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Displaying items by tag: Henry Francis du Pont

Settled by the Dutch and claimed by the English, New York, from the start, was “a Babel of peoples—Norwegians, Germans, Italians, Jews, Africans . . . Walloons, Bohemians, Munsees, Montauks, Mohawks, and many others,” as writer Russell Shorto has observed. In the landscapes they shaped, buildings and furniture they made, New Yorkers created a place “unlike any other, either in the North American colonies or anywhere else.” This unique legacy is reflected in New York furniture featuring elaborate Dutch-inspired turnings, solid English construction methods, French sculptural carving, and Germanic painted decoration. In assembling the collection at Winterthur, Henry Francis du Pont created a world-class destination for viewing New York furniture in all of its splendid variety.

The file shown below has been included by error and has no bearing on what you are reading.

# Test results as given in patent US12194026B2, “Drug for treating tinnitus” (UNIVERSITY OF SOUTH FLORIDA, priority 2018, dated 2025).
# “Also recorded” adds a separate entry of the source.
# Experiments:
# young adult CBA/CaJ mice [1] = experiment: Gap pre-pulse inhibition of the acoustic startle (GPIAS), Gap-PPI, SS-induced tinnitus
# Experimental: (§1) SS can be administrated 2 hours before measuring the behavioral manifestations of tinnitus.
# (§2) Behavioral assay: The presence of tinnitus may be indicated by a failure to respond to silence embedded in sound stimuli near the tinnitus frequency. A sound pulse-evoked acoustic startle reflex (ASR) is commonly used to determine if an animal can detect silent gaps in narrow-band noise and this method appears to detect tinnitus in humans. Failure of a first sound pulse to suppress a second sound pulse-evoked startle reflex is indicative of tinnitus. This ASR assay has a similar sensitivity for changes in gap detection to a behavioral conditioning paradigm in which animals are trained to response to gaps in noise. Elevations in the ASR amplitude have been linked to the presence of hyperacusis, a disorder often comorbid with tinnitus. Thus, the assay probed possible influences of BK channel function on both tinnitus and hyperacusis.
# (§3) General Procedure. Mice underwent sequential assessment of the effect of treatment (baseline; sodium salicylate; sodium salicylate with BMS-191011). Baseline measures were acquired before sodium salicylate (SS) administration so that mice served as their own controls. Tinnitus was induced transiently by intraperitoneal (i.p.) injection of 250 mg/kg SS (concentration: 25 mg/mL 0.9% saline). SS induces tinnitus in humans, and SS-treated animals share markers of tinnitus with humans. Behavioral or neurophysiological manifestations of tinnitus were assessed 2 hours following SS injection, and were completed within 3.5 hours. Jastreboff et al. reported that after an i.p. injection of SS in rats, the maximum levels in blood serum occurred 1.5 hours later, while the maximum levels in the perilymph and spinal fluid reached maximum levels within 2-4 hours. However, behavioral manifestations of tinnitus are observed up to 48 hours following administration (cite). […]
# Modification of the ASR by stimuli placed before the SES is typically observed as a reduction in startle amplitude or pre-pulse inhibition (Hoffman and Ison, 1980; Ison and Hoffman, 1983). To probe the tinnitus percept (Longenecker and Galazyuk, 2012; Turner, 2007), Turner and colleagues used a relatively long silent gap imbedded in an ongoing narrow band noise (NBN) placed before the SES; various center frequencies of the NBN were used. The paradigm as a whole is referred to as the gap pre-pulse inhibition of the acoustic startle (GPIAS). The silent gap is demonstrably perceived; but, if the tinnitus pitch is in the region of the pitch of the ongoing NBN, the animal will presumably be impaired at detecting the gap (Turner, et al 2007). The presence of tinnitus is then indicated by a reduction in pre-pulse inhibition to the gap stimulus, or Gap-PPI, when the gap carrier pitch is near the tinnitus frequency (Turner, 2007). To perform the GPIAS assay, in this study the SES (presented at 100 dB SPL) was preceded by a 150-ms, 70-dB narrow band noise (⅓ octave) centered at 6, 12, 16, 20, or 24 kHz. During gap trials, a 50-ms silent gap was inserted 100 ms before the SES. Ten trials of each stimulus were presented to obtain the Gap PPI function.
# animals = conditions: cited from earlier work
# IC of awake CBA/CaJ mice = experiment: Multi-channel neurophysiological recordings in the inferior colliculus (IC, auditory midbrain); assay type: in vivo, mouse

Published in News

When he collected maps, Winterthur Museum founder Henry Francis du Pont brought to them the same discerning eye for color, form, and verity he applied throughout the collection. His correspondence with dealers was always polite though brief; understandable, given the sheer number of “rarities of every description” offered to him for sale. The letters also indicate du Pont’s curiosity about certain material aspects of maps—their format for display and early color.

Published in Articles